• To strive for conservation of our valued coastal marine resources.
  • To strive to get legislation changed to protect the use of our waterways for us and generations to come.
  • To become a place of one unified voice to fight against the blocking or gating of navigable waterways.

LASC has put legislation twice before our political leaders in the past four years, making some gains and some allies in our legislature. This year more legislation will be introduced, and we’ll need all the help we can get. With the persistence of LASC working with our state legislators there is still a fighting chance to make some headway.

To become a member, send a check to LASC 41465 Pertuis Acres, Gonzales, La 70737, or join online at: https://joinlasc.com. So until next time, remember to keep the slack out and set the hook hard. Have fun in the outdoors, be safe and may God truly bless you!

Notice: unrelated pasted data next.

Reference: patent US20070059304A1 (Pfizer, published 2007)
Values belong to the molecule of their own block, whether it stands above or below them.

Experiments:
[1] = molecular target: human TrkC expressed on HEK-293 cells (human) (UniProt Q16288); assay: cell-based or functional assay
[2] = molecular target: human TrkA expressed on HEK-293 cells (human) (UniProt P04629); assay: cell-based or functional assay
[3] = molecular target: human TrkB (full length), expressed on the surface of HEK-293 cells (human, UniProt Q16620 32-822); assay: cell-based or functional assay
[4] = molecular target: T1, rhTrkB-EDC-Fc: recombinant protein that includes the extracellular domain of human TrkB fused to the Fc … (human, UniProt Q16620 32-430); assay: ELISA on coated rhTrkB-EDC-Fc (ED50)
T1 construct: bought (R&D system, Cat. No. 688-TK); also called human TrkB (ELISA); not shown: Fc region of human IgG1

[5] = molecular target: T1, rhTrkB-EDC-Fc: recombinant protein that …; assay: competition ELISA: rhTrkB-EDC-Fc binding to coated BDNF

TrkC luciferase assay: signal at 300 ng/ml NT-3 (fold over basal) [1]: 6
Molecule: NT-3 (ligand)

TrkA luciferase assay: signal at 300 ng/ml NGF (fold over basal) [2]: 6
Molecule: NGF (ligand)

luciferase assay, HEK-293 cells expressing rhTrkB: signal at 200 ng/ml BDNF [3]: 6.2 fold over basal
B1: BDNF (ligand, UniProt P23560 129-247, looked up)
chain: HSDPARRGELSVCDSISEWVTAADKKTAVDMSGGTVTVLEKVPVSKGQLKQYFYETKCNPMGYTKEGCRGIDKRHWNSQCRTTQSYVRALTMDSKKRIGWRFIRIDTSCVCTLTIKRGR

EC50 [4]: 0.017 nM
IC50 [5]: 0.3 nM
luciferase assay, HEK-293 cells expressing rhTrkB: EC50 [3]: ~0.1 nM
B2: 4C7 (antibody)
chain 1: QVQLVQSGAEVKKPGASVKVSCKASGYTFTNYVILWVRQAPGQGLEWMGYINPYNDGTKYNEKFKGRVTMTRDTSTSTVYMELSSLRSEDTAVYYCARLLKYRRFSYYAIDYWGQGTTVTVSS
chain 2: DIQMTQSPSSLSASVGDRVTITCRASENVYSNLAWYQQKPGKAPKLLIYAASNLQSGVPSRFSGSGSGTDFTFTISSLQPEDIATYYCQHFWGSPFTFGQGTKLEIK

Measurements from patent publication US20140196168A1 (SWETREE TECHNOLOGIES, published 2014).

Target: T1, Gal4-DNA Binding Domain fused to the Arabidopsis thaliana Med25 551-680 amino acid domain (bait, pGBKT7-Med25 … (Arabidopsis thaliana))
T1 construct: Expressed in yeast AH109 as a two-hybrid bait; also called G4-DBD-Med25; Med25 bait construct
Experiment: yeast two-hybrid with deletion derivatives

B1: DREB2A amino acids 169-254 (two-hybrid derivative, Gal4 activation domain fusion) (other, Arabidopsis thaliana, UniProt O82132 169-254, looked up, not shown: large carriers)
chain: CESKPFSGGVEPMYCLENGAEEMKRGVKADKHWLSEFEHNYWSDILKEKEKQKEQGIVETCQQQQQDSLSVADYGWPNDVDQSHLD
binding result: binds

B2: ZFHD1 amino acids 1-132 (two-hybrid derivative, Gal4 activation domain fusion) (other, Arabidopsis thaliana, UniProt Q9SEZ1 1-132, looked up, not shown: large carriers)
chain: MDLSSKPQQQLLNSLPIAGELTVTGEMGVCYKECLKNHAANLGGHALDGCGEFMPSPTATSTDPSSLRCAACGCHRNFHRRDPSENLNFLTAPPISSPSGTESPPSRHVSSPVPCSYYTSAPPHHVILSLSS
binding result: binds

Outdoor Calendar

  • East Ascension Sportsman’s League Meeting: 7 p.m. third Monday in the meeting room upstairs at Cabela’s. Supper will be served. warrenh3@eatel.net 
  • Becoming an Outdoors Woman/Shotguns: 10 a.m. to 3 p.m. March 19, Waddill Wildlife Refuge, North Flannery Road, Baton Rouge. Operation, proper handling for hunting/recreation, safety, shooting and cleaning. Equipment provided. No personal firearms. For 18 and older. Fee $35. Limited class size. State Wildlife & fisheries event. Website: lawff.org/bow. Email: Dana Norsworthy: dnorsworthy@wlf.la.gov
  • Louisiana Outdoor Expo: March 18-20 at Lamar-Dixon Expo Center. Rods, reels, bows, and more – you can find it all with special Bowie Outfitters Expo pricing at the Louisiana Outdoor Expo. Friday: Noon to 7 p.m., Saturday: 10 a.m. to 7 p.m., Sunday: 10 a.m. to 5 p.m. Tickets Adults: $12, Kids: 6-15: $6, 5 and younger: free,
  • Sunday: All Kids are Free 
  • 42nd Kiwanis Of Pointe Coupee Open Bass Tournament: March 20 at Morrison Parkway public launch, New Roads. Safe daylight, $150 a team in advance, $175 tournament day. Registration includes Big Bass contest, jambalaya, drinks and door prizes. Call Kenneth St. Romain (225) 718-1319.

Need an event publicized? Contact Lyle at reelman@eatel.net